Stefan

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Re: Termination of substitution

Stefan O'Rear
In reply to this post by Taral
On Wed, Mar 12, 2008 at 02:30:41PM -0700, Taral wrote:
> On 3/12/08, Neil Mitchell <[hidden email]> wrote:
> >  However, I don't believe this expression is type safe in Haskell.
>
> Using higher-order polymorphism:
>
> f (x :: forall a. a -> a) = x x

Interestingly, this doesn't work - f is a self-application function, but
it does not have a type that can be made to look like forall a. a -> a.
Indeed, higher-order polymorphism as implemented in GHC can be
implemented in System F-omega, a strongly normalizing calculus.  (The
usual datatype caveats apply).

Stefan

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RE: Termination of substitution

Simon Peyton Jones
In reply to this post by Neil Mitchell
As Stefan says, System Fw is strongly normalising.  This is a remarkable result because (as you observe) it's very non-obvious how to prove it.

However GHC goes beyond Fw by adding
        data types
        letrec
This blows strong normalisation out of the water.  (Assuming you have reasonable rules for case and letrec.)  But perhaps if you restrict data types a bit, and place draconian restrictions on letrec (e.g. never inline one) you could retain strong normalisation. It depends how much you want your rules to do.

GHC's simplifier deals with the letrec problem by cutting each recursive loop -- see the paper "Secrets of the GHC inliner".  GHC doesn't solve the data type problem at all -- you can make the Simplifier loop if you try.

Simon


| -----Original Message-----
| From: [hidden email] [mailto:[hidden email]] On Behalf Of Neil Mitchell
| Sent: 12 March 2008 21:05
| To: Haskell Cafe
| Subject: [Haskell-cafe] Termination of substitution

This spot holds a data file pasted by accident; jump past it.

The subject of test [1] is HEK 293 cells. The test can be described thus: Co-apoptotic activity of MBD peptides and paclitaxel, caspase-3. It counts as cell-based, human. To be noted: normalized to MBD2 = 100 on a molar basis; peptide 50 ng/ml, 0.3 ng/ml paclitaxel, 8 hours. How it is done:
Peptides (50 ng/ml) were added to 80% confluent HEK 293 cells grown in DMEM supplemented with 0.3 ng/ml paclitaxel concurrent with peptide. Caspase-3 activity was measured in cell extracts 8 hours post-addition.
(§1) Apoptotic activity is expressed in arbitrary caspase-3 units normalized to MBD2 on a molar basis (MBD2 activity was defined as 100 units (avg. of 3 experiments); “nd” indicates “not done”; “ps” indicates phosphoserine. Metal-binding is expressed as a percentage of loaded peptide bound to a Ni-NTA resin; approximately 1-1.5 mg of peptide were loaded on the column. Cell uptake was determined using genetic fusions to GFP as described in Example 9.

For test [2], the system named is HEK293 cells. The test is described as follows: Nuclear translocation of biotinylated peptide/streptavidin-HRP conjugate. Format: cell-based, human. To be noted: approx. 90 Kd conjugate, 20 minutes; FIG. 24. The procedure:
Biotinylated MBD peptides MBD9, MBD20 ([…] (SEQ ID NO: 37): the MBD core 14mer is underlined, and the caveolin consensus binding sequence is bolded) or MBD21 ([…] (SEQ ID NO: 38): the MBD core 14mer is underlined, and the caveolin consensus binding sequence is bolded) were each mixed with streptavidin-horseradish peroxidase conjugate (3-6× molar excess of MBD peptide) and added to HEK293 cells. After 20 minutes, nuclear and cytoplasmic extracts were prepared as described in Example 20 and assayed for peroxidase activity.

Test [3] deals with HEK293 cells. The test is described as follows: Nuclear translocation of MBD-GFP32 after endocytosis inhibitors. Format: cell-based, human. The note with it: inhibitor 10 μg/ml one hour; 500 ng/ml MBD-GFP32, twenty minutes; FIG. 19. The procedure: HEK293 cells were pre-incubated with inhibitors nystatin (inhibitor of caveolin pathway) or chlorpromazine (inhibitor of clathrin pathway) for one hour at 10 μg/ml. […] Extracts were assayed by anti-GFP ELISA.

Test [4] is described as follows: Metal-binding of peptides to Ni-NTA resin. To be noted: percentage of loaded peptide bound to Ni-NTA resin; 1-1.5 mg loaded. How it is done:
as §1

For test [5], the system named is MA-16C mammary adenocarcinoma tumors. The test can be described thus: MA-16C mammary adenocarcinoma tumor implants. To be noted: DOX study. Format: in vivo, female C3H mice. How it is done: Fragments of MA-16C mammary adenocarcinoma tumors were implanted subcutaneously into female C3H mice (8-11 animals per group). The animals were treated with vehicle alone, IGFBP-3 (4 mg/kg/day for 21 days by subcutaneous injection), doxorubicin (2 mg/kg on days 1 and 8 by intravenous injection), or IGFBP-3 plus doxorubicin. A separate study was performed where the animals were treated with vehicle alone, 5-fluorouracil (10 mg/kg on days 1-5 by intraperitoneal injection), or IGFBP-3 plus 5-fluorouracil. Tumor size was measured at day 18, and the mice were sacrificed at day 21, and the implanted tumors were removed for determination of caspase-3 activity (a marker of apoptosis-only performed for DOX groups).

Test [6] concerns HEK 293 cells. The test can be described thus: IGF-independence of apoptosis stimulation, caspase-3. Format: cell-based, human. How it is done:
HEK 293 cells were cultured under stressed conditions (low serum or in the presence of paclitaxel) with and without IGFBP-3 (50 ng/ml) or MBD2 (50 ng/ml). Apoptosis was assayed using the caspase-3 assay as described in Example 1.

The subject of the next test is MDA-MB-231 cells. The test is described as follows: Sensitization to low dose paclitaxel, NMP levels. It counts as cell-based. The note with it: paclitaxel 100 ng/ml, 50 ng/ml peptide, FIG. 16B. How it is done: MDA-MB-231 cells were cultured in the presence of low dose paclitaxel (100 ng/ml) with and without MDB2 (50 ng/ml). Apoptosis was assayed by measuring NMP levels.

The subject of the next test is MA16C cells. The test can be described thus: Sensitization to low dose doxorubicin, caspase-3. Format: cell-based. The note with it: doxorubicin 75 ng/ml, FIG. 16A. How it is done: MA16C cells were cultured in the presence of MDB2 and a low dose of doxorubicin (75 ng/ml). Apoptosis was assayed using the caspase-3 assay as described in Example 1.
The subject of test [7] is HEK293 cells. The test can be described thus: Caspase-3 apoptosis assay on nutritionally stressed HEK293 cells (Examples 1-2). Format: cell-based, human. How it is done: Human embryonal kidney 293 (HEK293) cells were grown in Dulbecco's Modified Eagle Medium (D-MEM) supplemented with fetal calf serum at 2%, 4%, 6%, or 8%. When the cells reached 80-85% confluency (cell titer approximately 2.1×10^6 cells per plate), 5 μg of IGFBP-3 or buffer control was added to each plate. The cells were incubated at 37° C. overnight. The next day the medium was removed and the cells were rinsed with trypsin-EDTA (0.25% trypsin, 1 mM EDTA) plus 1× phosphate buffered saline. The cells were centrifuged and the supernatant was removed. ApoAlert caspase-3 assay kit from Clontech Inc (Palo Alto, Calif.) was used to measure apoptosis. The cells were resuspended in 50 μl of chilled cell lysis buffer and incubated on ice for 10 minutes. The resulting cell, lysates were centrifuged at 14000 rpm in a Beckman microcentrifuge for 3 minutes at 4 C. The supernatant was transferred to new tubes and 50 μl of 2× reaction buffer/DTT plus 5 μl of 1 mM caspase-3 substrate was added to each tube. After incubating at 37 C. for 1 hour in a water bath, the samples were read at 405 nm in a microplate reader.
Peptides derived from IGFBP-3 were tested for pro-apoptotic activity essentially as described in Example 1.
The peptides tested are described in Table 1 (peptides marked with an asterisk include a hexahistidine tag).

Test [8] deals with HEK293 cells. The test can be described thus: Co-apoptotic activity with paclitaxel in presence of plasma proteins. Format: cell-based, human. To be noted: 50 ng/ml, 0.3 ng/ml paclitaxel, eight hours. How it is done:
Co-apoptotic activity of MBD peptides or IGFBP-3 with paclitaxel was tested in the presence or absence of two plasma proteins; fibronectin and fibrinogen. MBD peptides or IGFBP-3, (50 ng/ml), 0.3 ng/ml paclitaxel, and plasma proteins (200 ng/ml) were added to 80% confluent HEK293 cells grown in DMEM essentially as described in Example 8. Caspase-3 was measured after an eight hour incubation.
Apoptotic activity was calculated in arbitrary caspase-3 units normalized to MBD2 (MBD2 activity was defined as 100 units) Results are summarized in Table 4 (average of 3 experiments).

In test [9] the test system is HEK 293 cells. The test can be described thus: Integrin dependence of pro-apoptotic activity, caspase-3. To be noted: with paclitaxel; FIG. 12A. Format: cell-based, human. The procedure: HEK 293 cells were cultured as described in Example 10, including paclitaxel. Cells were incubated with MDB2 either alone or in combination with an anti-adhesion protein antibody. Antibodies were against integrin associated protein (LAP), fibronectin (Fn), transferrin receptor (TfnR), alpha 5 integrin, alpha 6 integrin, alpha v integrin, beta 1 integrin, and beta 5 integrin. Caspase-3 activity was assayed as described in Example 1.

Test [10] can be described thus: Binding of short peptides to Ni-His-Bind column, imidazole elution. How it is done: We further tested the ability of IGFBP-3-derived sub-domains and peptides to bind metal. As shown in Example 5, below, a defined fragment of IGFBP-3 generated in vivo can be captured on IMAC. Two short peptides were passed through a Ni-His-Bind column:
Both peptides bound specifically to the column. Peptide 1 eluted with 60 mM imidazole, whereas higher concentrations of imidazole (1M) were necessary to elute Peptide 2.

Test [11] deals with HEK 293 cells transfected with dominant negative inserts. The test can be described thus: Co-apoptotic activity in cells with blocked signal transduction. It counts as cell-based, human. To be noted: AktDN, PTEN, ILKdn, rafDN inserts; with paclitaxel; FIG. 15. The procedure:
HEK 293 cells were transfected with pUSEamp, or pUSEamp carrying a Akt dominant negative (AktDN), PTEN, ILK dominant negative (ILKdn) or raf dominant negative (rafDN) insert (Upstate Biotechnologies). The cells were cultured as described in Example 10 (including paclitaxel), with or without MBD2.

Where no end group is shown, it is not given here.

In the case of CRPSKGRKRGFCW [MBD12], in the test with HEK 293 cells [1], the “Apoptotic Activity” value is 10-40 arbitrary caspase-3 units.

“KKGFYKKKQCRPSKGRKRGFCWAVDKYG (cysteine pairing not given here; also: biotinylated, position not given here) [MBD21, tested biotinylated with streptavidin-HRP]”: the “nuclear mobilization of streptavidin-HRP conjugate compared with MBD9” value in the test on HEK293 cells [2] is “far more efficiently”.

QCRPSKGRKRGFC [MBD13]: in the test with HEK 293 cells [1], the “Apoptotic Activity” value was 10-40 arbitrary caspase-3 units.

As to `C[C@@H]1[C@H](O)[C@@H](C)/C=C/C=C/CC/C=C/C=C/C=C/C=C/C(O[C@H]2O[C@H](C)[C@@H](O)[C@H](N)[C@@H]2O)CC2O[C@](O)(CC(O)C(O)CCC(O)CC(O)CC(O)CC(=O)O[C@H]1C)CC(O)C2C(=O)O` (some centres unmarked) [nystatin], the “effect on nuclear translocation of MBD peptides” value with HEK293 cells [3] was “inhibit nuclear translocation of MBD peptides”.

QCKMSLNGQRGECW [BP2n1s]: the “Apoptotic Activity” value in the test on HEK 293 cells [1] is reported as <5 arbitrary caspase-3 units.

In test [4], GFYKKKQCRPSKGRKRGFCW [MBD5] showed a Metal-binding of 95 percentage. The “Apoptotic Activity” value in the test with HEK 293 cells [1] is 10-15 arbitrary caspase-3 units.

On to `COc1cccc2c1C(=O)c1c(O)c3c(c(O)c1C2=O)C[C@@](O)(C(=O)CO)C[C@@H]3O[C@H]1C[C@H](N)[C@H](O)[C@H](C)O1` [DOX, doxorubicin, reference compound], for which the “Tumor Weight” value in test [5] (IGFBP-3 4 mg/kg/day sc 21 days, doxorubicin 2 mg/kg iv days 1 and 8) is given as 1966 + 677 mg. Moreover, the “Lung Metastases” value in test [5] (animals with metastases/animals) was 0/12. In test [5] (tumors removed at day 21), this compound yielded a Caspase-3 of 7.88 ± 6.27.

|
| Hi
|
| I'm trying to show that a system of rules for manipulating Haskell
| expressions is terminating. The rules can be applied in any order, to
| any subexpression - and there is a problem if there is any possible
| infinite sequence.
|
| The rule that is giving me particular problems is:
|
| (\v -> x) y   =>   x[v/y]
|
| (I realise this rule may duplicate the computation of y, but that is
| not relevant for this purpose.)
|
| In particular, given the expression
|
| (\x -> x x) (\x -> x x)
|
| we can keep applying this rule infinitely.
|
| However, I don't believe this expression is type safe in Haskell. Are
| any such expressions that would cause this to non-terminate not type
| safe? What are the necessary conditions for this to be safe? Does GHC
| perform lambda reduction, probably by introducing a let binding? Does
| the combination of reducing lambdas and creating let bindings give
| similar problems, particularly if bindings are inlined?
|
| I'm wondering if this rule is genuinely unsafe in Haskell. If it is,
| why isn't it an issue in real simplifiers. If it isn't, what makes it
| safe.
|
| Thanks for any help,
|
| Neil
| _______________________________________________
| Haskell-Cafe mailing list
| [hidden email]
| http://www.haskell.org/mailman/listinfo/haskell-cafe
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Re: Termination of substitution

Neil Mitchell
Hi

Thanks for the interesting comments. Its looks like learning some of
the basics about System Fw is probably the way forward.

>  However GHC goes beyond Fw by adding
>         data types
>         letrec
>  This blows strong normalisation out of the water.  (Assuming you have reasonable rules for case and letrec.)  But perhaps if you restrict data types a bit, and place draconian restrictions on letrec (e.g. never inline one) you could retain strong normalisation. It depends how much you want your rules to do.

I have restricted letrec appropriately. I haven't looked at the data
type problem, but given that GHC manages to ignore it, I think its
probably fair for me to ignore it for the time being.

Thanks very much for the helpful comments,

Neil